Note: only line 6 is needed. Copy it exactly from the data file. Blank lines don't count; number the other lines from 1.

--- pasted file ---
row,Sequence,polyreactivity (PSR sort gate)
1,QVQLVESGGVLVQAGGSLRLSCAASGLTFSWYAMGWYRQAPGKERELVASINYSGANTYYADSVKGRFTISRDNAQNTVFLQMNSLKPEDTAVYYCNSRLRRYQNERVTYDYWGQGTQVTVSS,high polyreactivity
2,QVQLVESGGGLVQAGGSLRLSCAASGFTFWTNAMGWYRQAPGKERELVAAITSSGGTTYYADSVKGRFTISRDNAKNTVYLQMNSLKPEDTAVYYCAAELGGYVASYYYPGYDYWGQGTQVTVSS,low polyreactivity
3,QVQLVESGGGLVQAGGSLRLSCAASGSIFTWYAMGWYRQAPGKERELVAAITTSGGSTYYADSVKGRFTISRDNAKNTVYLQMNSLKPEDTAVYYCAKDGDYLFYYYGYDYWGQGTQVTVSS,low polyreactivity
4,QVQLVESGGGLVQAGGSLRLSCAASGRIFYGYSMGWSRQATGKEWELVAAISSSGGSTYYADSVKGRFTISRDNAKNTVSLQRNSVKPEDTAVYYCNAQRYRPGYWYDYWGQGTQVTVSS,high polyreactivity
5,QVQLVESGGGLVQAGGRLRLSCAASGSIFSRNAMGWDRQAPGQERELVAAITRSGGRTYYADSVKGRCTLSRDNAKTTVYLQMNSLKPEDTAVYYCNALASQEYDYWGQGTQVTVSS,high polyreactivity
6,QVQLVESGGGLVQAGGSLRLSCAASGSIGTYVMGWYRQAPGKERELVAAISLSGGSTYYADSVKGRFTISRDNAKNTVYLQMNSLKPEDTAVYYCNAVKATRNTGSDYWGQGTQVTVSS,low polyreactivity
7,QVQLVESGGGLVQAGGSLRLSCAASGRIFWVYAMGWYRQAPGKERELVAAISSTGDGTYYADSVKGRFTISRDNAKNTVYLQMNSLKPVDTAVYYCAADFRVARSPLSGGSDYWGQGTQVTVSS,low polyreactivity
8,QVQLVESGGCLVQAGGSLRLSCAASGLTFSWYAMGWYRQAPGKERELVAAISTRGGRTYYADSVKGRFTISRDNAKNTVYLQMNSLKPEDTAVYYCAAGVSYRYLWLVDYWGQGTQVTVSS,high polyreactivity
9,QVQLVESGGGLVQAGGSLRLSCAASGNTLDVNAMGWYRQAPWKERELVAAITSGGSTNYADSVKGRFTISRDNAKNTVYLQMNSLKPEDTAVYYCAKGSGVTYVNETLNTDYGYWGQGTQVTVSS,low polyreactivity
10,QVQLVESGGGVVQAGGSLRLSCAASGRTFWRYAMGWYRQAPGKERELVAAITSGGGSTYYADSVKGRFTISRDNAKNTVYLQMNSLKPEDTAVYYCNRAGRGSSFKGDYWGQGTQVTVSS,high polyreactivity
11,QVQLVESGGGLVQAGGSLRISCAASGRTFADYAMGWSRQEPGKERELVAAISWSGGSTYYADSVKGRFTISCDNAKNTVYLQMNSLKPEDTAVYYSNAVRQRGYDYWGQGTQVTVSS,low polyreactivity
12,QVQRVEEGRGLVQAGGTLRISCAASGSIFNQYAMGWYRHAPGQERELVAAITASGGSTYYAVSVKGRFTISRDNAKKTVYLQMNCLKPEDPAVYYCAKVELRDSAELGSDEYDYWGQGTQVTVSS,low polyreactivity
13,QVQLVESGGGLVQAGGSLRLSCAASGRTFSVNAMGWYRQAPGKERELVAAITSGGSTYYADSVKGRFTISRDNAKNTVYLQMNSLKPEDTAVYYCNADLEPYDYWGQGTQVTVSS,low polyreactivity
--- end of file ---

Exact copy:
5,QVQLVESGGGLVQAGGRLRLSCAASGSIFSRNAMGWDRQAPGQERELVAAITRSGGRTYYADSVKGRCTLSRDNAKTTVYLQMNSLKPEDTAVYYCNALASQEYDYWGQGTQVTVSS,high polyreactivity